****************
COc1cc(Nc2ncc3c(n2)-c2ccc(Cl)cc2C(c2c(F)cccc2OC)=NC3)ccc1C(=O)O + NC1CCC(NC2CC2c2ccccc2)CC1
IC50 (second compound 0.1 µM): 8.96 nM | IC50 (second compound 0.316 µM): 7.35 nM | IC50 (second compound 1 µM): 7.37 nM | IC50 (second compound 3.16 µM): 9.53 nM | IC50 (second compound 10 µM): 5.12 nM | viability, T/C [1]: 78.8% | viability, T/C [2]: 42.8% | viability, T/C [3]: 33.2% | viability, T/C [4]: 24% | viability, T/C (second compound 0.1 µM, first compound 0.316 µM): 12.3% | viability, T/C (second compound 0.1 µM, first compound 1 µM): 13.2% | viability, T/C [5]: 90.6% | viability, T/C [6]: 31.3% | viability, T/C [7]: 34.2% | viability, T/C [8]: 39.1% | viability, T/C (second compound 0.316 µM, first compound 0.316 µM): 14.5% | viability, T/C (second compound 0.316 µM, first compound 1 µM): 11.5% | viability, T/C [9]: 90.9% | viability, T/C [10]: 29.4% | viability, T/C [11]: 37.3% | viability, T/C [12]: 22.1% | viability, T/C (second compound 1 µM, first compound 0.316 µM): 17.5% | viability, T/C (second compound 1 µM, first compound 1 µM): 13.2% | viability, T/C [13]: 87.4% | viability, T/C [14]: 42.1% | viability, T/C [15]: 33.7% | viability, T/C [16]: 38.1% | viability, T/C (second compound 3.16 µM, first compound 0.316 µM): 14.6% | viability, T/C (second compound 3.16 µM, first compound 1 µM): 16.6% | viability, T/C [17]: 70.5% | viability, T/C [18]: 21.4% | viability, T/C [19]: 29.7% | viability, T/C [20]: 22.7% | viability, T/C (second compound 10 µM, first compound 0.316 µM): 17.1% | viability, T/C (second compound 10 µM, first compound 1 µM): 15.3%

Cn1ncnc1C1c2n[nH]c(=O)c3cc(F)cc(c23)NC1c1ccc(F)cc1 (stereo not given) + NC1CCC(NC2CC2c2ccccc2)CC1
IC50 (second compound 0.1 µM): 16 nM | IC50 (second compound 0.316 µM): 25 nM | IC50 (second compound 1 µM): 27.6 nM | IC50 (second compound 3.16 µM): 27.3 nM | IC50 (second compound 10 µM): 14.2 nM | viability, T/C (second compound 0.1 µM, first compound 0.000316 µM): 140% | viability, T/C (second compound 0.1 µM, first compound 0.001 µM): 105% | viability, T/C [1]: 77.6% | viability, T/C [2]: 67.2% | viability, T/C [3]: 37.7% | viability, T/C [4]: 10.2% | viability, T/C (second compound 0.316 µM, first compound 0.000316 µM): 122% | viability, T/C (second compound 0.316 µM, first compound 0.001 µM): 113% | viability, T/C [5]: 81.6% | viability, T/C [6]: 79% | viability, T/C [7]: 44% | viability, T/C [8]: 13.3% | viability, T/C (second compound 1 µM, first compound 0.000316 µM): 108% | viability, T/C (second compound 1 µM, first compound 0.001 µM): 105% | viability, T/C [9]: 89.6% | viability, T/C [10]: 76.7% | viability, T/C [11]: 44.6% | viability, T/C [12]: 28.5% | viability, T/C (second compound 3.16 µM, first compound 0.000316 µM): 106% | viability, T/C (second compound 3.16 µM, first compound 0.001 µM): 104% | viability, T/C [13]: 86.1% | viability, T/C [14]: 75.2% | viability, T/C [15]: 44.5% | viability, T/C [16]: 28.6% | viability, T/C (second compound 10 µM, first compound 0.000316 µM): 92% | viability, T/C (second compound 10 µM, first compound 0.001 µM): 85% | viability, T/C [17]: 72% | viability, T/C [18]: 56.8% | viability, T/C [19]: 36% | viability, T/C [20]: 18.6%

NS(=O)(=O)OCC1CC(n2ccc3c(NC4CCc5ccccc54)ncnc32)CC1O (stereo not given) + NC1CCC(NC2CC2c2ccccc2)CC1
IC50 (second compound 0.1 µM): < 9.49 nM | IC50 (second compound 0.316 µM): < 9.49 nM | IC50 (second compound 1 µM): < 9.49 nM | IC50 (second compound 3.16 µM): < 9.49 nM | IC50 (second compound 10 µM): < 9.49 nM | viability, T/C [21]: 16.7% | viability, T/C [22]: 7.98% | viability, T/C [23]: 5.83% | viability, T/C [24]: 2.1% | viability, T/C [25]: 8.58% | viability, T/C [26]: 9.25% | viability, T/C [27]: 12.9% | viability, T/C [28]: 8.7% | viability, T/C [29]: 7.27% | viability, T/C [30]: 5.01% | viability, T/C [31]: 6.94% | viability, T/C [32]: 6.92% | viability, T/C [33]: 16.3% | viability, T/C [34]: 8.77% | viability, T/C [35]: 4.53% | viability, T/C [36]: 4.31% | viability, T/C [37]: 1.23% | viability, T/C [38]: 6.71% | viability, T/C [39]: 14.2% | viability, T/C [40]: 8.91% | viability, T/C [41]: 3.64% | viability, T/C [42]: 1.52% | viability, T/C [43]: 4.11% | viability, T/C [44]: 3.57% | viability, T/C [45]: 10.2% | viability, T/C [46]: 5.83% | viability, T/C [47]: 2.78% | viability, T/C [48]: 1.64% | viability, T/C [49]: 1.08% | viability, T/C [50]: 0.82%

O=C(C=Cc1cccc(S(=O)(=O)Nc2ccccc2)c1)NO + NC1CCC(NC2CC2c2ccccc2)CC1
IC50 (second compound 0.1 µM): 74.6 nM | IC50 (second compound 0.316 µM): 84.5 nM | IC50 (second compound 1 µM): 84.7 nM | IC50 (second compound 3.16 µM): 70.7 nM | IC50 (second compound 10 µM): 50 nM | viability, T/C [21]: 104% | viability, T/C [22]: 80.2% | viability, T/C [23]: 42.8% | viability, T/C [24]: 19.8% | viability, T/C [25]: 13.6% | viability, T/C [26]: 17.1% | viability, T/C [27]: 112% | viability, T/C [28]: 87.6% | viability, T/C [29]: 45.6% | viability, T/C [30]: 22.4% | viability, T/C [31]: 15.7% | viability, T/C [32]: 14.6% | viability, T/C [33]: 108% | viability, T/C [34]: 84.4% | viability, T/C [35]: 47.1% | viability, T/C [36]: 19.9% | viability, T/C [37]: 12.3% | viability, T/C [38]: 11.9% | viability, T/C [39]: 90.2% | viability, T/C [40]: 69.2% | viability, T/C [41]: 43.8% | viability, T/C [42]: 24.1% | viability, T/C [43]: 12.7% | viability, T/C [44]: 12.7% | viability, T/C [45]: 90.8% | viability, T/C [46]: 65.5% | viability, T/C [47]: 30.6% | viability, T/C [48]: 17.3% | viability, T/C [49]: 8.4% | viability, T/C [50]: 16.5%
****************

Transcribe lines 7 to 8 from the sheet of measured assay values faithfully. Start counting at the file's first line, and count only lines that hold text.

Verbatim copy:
O=C(C=Cc1cccc(S(=O)(=O)Nc2ccccc2)c1)NO + NC1CCC(NC2CC2c2ccccc2)CC1
IC50 (second compound 0.1 µM): 74.6 nM | IC50 (second compound 0.316 µM): 84.5 nM | IC50 (second compound 1 µM): 84.7 nM | IC50 (second compound 3.16 µM): 70.7 nM | IC50 (second compound 10 µM): 50 nM | viability, T/C [21]: 104% | viability, T/C [22]: 80.2% | viability, T/C [23]: 42.8% | viability, T/C [24]: 19.8% | viability, T/C [25]: 13.6% | viability, T/C [26]: 17.1% | viability, T/C [27]: 112% | viability, T/C [28]: 87.6% | viability, T/C [29]: 45.6% | viability, T/C [30]: 22.4% | viability, T/C [31]: 15.7% | viability, T/C [32]: 14.6% | viability, T/C [33]: 108% | viability, T/C [34]: 84.4% | viability, T/C [35]: 47.1% | viability, T/C [36]: 19.9% | viability, T/C [37]: 12.3% | viability, T/C [38]: 11.9% | viability, T/C [39]: 90.2% | viability, T/C [40]: 69.2% | viability, T/C [41]: 43.8% | viability, T/C [42]: 24.1% | viability, T/C [43]: 12.7% | viability, T/C [44]: 12.7% | viability, T/C [45]: 90.8% | viability, T/C [46]: 65.5% | viability, T/C [47]: 30.6% | viability, T/C [48]: 17.3% | viability, T/C [49]: 8.4% | viability, T/C [50]: 16.5%